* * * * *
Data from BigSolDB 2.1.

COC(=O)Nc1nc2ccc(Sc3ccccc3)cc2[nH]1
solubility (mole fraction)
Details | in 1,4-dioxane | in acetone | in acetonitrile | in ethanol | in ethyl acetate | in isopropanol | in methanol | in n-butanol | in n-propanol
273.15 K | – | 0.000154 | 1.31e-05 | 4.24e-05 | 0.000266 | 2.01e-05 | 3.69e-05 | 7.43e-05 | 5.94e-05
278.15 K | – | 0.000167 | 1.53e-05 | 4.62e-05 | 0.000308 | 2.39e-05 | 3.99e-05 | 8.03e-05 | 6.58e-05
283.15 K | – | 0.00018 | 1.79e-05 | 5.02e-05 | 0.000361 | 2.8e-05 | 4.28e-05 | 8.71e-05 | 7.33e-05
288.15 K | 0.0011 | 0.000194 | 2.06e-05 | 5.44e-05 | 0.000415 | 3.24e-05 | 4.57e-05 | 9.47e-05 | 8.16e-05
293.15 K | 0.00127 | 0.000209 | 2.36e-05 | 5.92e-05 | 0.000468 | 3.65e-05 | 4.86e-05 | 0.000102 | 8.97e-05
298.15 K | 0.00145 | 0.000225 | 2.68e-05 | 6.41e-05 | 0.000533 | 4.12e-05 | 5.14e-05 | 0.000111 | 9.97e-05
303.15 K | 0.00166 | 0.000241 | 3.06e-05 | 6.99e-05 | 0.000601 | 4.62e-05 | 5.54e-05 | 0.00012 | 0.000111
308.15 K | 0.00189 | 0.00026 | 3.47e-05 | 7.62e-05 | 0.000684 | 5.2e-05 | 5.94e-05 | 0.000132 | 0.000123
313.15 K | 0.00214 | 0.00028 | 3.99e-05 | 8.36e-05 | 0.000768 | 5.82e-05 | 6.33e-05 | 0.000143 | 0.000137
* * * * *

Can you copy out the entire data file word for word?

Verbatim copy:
Data from BigSolDB 2.1.

COC(=O)Nc1nc2ccc(Sc3ccccc3)cc2[nH]1
solubility (mole fraction)
Details | in 1,4-dioxane | in acetone | in acetonitrile | in ethanol | in ethyl acetate | in isopropanol | in methanol | in n-butanol | in n-propanol
273.15 K | – | 0.000154 | 1.31e-05 | 4.24e-05 | 0.000266 | 2.01e-05 | 3.69e-05 | 7.43e-05 | 5.94e-05
278.15 K | – | 0.000167 | 1.53e-05 | 4.62e-05 | 0.000308 | 2.39e-05 | 3.99e-05 | 8.03e-05 | 6.58e-05
283.15 K | – | 0.00018 | 1.79e-05 | 5.02e-05 | 0.000361 | 2.8e-05 | 4.28e-05 | 8.71e-05 | 7.33e-05
288.15 K | 0.0011 | 0.000194 | 2.06e-05 | 5.44e-05 | 0.000415 | 3.24e-05 | 4.57e-05 | 9.47e-05 | 8.16e-05
293.15 K | 0.00127 | 0.000209 | 2.36e-05 | 5.92e-05 | 0.000468 | 3.65e-05 | 4.86e-05 | 0.000102 | 8.97e-05
298.15 K | 0.00145 | 0.000225 | 2.68e-05 | 6.41e-05 | 0.000533 | 4.12e-05 | 5.14e-05 | 0.000111 | 9.97e-05
303.15 K | 0.00166 | 0.000241 | 3.06e-05 | 6.99e-05 | 0.000601 | 4.62e-05 | 5.54e-05 | 0.00012 | 0.000111
308.15 K | 0.00189 | 0.00026 | 3.47e-05 | 7.62e-05 | 0.000684 | 5.2e-05 | 5.94e-05 | 0.000132 | 0.000123
313.15 K | 0.00214 | 0.00028 | 3.99e-05 | 8.36e-05 | 0.000768 | 5.82e-05 | 6.33e-05 | 0.000143 | 0.000137